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  • Blaszczynski, A. , & Nower, L. (2002). A pathways model of problem and pathological gambling. Addiction, 97(5), 487499. https://doi.org/10.1046/j.1360-0443.2002.00015.x.

    • PubMed
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  • Canale, N. , Vieno, A. , Bowden-Jones, H. , & Billieux, J. (2017). The benefits of using the UPPS model of impulsivity rather than the Big Five when assessing the relationship between personality and problem gambling. Addiction, 112(2), 372373. https://doi.org/10.1111/add.13641.

    • Search Google Scholar
    • Export Citation
  • Chamorro, J. , Bernardi, S. , Potenza, M. N. , Grant, J. E. , Marsh, R. , Wang, S. , & Blanco, C. (2012). Impulsivity in the general population: A national study. Journal of Psychiatric Research, 46(8), 9941001. https://doi.org/10.1016/j.jpsychires.2012.04.023.

    • PubMed
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    • Export Citation
  • Chowdhury, N. S. , Livesey, E. J. , Blaszczynski, A. , & Harris, J. A. (2017). Pathological gambling and motor impulsivity: A systematic review with meta-analysis. Journal of Gambling Studies, 33(4), 12131239. https://doi.org/10.1007/s10899-017-9683-5.

    • PubMed
    • Search Google Scholar
    • Export Citation
  • Ciccarelli, M. , Cosenza, M. , Griffiths, M. D. , Nigro, G. , & D'Olimpio, F. (2019). Facilitated attention for gambling cues in adolescent problem gamblers: An experimental study. Journal of Affective Disorders, 252, 3946. https://doi.org/10.1016/j.jad.2019.04.012.

    • PubMed
    • Search Google Scholar
    • Export Citation
  • Ciccarelli, M. , Griffiths, M. D. , Cosenza, M. , Nigro, G. , & D'Olimpio, F. (2020). Disordered gambling and attentional bias: The mediating role of risk-taking. Journal of Affective Disorders, 272(1), 496500. https://doi.org/10.1016/j.jad.2020.03.144.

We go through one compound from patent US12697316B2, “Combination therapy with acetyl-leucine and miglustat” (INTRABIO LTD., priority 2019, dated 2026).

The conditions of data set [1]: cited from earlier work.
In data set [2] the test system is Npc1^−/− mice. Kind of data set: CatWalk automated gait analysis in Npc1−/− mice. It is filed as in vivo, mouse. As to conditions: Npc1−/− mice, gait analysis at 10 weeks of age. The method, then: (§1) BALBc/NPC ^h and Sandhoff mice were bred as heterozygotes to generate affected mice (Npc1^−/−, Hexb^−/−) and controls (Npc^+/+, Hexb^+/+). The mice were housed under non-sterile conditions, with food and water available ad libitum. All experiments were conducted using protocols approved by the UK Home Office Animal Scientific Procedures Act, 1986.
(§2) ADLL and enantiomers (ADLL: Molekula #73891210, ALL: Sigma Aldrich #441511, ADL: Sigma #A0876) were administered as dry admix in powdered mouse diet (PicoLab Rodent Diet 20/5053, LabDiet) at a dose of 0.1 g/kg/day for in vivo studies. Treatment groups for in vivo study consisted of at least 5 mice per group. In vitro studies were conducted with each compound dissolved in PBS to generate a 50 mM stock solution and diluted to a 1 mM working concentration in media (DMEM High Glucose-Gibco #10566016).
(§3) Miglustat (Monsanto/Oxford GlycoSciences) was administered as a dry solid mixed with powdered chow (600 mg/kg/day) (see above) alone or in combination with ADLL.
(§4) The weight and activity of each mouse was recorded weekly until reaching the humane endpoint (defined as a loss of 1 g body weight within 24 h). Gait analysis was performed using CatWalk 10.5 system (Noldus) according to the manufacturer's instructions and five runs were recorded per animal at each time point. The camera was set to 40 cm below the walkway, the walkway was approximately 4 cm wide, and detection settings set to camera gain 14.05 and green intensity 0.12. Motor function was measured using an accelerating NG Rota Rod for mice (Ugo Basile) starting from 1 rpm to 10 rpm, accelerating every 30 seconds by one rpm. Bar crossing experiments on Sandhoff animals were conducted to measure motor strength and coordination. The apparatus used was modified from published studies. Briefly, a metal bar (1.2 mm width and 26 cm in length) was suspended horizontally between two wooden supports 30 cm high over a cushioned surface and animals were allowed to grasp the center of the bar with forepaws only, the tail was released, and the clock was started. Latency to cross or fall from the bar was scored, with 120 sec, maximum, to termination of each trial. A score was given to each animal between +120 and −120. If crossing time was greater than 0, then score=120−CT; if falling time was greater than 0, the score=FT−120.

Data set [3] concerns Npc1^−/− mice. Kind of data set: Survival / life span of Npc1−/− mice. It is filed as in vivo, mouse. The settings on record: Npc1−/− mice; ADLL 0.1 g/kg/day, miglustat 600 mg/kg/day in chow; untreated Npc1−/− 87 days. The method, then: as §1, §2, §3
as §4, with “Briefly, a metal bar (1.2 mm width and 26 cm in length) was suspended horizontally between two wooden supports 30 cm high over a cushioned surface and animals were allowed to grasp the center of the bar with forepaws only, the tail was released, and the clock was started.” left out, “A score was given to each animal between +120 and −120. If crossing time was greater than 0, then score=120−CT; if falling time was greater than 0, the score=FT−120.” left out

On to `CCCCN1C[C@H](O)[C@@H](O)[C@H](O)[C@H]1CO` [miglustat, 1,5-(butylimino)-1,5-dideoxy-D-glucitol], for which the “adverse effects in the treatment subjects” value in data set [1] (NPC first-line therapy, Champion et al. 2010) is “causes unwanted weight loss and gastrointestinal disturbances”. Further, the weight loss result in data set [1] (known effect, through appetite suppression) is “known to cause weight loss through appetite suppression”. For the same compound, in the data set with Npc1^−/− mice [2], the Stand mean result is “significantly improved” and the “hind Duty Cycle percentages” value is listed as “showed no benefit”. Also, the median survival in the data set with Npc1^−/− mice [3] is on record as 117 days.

• PubMed
    • Search Google Scholar
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The author instruction is available in PDF.
Please, download the file from HERE

Dr. Zsolt Demetrovics
Institute of Psychology, ELTE Eötvös Loránd University
Address: Izabella u. 46. H-1064 Budapest, Hungary
Phone: +36-1-461-2681
E-mail: jba@ppk.elte.hu

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  • EBSCO
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  • CABELLS Journalytics

2022  
Web of Science  
Total Cites
WoS
5713
Journal Impact Factor 7.8
Rank by Impact Factor

Psychiatry (SCIE) 18/155
Psychiatry (SSCI) 13/144

Impact Factor
without
Journal Self Cites
7.2
5 Year
Impact Factor
8.9
Journal Citation Indicator 1.42
Rank by Journal Citation Indicator

Psychiatry 35/264

Scimago  
Scimago
H-index
69
Scimago
Journal Rank
1.918
Scimago Quartile Score Clinical Psychology Q1
Medicine (miscellaneous) Q1
Psychiatry and Mental Health Q1
Scopus  
Scopus
Cite Score
11.1
Scopus
Cite Score Rank
Clinical Psychology 10/292 (96th PCTL)
Psychiatry and Mental Health 30/531 (94th PCTL)
Medicine (miscellaneous) 25/309 (92th PCTL)
Scopus
SNIP
1.966

 

 
2021  
Web of Science  
Total Cites
WoS
5223
Journal Impact Factor 7,772
Rank by Impact Factor Psychiatry SCIE 26/155
Psychiatry SSCI 19/142
Impact Factor
without
Journal Self Cites
7,130
5 Year
Impact Factor
9,026
Journal Citation Indicator 1,39
Rank by Journal Citation Indicator

Psychiatry 34/257

Scimago  
Scimago
H-index
56
Scimago
Journal Rank
1,951
Scimago Quartile Score Clinical Psychology (Q1)
Medicine (miscellaneous) (Q1)
Psychiatry and Mental Health (Q1)
Scopus  
Scopus
Cite Score
11,5
Scopus
CIte Score Rank
Clinical Psychology 5/292 (D1)
Psychiatry and Mental Health 20/529 (D1)
Medicine (miscellaneous) 17/276 (D1)
Scopus
SNIP
2,184

2020  
Total Cites 4024
WoS
Journal
Impact Factor
6,756
Rank by Psychiatry (SSCI) 12/143 (Q1)
Impact Factor Psychiatry 19/156 (Q1)
Impact Factor 6,052
without
Journal Self Cites
5 Year 8,735
Impact Factor
Journal  1,48
Citation Indicator  
Rank by Journal  Psychiatry 24/250 (Q1)
Citation Indicator   
Citable 86
Items
Total 74
Articles
Total 12
Reviews
Scimago 47
H-index
Scimago 2,265
Journal Rank
Scimago Clinical Psychology Q1
Quartile Score Psychiatry and Mental Health Q1
  Medicine (miscellaneous) Q1
Scopus 3593/367=9,8
Scite Score  
Scopus Clinical Psychology 7/283 (Q1)
Scite Score Rank Psychiatry and Mental Health 22/502 (Q1)
Scopus 2,026
SNIP  
Days from  38
submission  
to 1st decision  
Days from  37
acceptance  
to publication  
Acceptance 31%
Rate  

2019  
Total Cites
WoS
2 184
Impact Factor 5,143
Impact Factor
without
Journal Self Cites
4,346
5 Year
Impact Factor
5,758
Immediacy
Index
0,587
Citable
Items
75